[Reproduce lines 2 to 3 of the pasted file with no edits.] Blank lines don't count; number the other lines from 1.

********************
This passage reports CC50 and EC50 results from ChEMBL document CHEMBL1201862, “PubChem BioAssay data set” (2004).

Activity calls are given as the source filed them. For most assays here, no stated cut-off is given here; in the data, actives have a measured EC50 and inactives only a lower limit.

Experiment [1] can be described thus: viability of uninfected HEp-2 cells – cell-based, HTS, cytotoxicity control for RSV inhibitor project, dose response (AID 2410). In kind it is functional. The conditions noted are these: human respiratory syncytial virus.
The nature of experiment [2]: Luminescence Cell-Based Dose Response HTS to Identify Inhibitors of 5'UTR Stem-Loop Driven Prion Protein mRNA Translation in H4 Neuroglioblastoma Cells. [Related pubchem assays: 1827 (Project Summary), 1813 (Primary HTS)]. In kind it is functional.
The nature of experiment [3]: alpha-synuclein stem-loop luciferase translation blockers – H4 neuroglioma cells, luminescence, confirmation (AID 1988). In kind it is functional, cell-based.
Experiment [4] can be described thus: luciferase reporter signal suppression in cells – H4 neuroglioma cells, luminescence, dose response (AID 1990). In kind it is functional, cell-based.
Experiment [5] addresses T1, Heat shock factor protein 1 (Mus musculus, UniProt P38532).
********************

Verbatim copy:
Activity calls are given as the source filed them. For most assays here, no stated cut-off is given here; in the data, actives have a measured EC50 and inactives only a lower limit.

Experiment [1] can be described thus: viability of uninfected HEp-2 cells – cell-based, HTS, cytotoxicity control for RSV inhibitor project, dose response (AID 2410). In kind it is functional. The conditions noted are these: human respiratory syncytial virus.